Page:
End-User Configuration of Security Groups

Security groups for the current project can be found on the OpenStack dashboard under Access & Security. To see details of an existing group, select the edit action for that security group. Obviously, modifying existing groups can be done from this edit interface. There is a Create Security Group button on the main Access & Security page for creating new groups. We discuss the terms used in these fields when we explain the command-line equivalents.

From the command line, you can get a list of security groups for the project you’re acting in using the nova command:

$ nova secgroup-list


| Name | Description |


| default | default |

| open | all ports |


To view the details of the “open” security group:

$ nova secgroup-list-rules open


| IP Protocol | From Port | To Port | IP Range | Source Group |


| icmp | -1 | 255 | | |

| tcp | 1 | 65535 | | |

| udp | 1 | 65535 | | |


These rules are all “allow” type rules, as the default is deny. The first column is the IP protocol (one of icmp, tcp, or udp), and the second and third columns specify the affected port range. The fourth column specifies the IP range in CIDR format. This example shows the full port range for all protocols allowed from all IPs.

When adding a new security group, you should pick a descriptive but brief name. This name shows up in brief descriptions of the instances that use it where the longer description field often does not. Seeing that an instance is using security group http is much easier to understand thanbobs_group or secgrp1.

As an example, let’s create a security group that allows web traffic anywhere on the Internet. We’ll call this group global_http, which is clear and reasonably concise, encapsulating what is allowed and from where. From the command line, do:

$ nova secgroup-create \

global_http "allow web traffic from the Internet"


| Name | Description |


| global_http | allow web traffic from the Internet |


This creates the empty security group. To make it do what we want, we need to add some rules:

$ nova secgroup-add-rule <secgroup> <ip-proto> <from-port> <to-port> <cidr>

$ nova secgroup-add-rule global_http tcp 80 80


| IP Protocol | From Port | To Port | IP Range | Source Group |


| tcp | 80 | 80 | | |


Note that the arguments are positional, and the from-port and to-port arguments specify the allowed local port range connections. These arguments are not indicating source and destination ports of the connection. More complex rule sets can be built up through multiple invocations ofnova secgroup-add-rule. For example, if you want to pass both http and https traffic, do this:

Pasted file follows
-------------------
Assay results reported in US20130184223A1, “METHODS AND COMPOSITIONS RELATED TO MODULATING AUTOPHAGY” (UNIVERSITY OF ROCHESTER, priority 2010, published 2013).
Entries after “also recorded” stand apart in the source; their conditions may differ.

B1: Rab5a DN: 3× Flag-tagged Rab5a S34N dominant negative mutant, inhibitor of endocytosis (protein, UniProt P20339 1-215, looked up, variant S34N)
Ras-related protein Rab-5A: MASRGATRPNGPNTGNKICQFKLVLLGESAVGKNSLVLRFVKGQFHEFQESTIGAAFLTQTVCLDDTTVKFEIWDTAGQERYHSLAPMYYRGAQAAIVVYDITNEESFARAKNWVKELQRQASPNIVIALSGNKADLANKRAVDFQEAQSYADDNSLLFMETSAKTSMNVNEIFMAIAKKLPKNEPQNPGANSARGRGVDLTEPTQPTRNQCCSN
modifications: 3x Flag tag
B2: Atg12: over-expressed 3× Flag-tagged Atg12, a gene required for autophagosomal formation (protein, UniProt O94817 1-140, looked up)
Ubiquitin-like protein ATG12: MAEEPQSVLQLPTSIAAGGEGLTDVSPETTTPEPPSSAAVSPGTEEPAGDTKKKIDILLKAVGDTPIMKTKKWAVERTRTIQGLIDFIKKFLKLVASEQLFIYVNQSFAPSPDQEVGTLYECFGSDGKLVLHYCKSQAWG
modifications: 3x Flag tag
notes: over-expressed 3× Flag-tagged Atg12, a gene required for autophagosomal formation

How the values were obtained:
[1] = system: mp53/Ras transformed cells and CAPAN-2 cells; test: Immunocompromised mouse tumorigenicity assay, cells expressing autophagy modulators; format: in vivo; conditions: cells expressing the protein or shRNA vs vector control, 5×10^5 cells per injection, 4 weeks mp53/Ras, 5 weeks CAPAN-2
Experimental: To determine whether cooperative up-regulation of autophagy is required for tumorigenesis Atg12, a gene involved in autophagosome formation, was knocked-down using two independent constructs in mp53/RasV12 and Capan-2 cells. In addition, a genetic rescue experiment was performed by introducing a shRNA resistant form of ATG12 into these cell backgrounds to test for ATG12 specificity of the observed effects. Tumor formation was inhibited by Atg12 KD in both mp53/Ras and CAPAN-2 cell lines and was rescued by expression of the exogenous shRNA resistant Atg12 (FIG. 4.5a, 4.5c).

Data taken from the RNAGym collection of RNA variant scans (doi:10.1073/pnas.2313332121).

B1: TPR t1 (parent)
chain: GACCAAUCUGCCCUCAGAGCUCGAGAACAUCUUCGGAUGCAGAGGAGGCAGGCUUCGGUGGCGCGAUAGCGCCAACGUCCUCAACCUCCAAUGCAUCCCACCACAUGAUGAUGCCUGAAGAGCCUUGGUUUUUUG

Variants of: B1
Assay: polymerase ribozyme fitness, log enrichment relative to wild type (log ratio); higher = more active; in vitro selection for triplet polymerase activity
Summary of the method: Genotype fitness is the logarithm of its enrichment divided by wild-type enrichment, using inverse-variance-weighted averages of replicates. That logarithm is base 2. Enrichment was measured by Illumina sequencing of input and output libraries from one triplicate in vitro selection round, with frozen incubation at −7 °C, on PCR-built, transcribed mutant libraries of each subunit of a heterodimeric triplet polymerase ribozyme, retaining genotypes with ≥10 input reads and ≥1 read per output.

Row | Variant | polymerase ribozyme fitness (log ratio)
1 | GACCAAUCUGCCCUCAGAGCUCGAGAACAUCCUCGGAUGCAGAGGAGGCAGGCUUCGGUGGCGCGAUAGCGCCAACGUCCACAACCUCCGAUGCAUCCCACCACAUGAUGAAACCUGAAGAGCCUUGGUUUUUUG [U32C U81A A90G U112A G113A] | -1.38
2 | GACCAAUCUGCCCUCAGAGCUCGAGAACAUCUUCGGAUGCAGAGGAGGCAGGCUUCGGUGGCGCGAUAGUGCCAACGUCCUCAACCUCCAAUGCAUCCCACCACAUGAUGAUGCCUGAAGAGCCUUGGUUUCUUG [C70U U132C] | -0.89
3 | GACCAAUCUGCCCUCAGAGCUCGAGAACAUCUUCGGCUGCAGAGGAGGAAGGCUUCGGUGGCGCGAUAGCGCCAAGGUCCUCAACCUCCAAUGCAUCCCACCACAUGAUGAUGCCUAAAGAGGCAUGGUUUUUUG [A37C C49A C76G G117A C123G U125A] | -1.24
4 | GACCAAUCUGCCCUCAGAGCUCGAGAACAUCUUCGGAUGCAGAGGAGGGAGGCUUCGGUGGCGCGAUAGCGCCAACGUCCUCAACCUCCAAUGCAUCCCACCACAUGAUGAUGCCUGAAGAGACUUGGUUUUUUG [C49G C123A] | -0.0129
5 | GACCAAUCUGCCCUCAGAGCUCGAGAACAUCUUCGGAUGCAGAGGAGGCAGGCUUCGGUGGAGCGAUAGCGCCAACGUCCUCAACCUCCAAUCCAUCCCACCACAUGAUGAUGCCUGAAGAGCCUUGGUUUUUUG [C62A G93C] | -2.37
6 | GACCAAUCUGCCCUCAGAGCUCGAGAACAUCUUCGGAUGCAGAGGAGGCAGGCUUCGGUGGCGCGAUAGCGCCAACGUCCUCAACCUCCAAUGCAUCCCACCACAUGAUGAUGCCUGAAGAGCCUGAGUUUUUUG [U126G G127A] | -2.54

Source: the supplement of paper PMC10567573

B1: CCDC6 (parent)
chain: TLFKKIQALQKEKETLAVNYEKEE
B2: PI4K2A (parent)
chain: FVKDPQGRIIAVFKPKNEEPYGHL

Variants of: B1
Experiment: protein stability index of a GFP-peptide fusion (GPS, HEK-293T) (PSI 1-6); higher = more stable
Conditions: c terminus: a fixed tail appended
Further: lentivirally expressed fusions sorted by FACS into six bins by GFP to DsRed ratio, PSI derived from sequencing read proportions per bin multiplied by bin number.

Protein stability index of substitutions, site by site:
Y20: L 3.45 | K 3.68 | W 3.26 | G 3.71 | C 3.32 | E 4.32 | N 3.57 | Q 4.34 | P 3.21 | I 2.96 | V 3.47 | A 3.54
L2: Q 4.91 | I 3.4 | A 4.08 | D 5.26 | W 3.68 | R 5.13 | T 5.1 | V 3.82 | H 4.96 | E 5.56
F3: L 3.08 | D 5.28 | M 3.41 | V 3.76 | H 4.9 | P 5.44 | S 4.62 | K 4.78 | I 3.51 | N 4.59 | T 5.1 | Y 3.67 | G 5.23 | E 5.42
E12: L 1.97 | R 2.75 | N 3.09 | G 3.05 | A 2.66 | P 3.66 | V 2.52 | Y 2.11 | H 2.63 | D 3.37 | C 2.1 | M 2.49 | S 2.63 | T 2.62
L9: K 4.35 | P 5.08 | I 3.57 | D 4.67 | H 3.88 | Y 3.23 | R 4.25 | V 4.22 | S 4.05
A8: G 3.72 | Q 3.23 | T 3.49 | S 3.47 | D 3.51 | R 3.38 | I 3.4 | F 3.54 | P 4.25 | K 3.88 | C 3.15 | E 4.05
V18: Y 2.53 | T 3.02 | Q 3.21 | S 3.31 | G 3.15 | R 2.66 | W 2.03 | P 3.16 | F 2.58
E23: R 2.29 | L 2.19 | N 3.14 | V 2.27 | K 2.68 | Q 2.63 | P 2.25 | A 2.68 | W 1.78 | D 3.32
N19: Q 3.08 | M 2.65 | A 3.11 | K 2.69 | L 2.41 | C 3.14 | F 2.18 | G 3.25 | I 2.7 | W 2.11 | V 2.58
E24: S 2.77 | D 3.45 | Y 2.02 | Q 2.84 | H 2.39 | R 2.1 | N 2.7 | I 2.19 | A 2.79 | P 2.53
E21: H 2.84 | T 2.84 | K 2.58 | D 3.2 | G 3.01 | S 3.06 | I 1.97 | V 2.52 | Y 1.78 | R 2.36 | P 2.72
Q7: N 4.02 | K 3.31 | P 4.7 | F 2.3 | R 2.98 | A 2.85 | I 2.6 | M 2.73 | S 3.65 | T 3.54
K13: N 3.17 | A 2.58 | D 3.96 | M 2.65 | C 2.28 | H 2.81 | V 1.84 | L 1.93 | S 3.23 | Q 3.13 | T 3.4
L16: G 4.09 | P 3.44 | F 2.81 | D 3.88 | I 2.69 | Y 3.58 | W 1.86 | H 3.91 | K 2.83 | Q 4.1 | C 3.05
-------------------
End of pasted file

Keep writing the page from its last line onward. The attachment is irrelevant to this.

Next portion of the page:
$ nova secgroup-add-rule global_http tcp 443 443


| IP Protocol | From Port | To Port | IP Range | Source Group |


| tcp | 443 | 443 | | |


Despite only outputting the newly added rule, this operation is additive:

$ nova secgroup-list-rules global_http


| IP Protocol | From Port | To Port | IP Range | Source Group |


| tcp | 80 | 80 | | |

| tcp | 443 | 443 | | |


The inverse operation is called secgroup-delete-rule, using the same format. Whole security groups can be removed with secgroup-delete.

To create security group rules for a cluster of instances, you want to use SourceGroups.

SourceGroups are a special dynamic way of defining the CIDR of allowed sources. The user specifies a SourceGroup (security group name) and then all the users’ other instances using the specified SourceGroup are selected dynamically. This dynamic selection alleviates the need for individual rules to allow each new member of the cluster.

The code is structured like this: nova secgroup-add-group-rule <secgroup> <source-group> <ip-proto> <from-port> <to-port>. An example usage is shown here:

$ nova secgroup-add-group-rule cluster global-http tcp 22 22

The “cluster” rule allows SSH access from any other instance that uses the global-http group.

Block Storage

OpenStack volumes are persistent block-storage devices that may be attached and detached from instances, but they can be attached to only one instance at a time. Similar to an external hard drive, they do not provide shared storage in the way a network file system or object store does. It is left to the operating system in the instance to put a file system on the block device and mount it, or not.

As with other removable disk technology, it is important that the operating system is not trying to make use of the disk before removing it. On Linux instances, this typically involves unmounting any file systems mounted from the volume. The OpenStack volume service cannot tell whether it is safe to remove volumes from an instance, so it does what it is told. If a user tells the volume service to detach a volume from an instance while it is being written to, you can expect some level of file system corruption as well as faults from whatever process within the instance was using the device.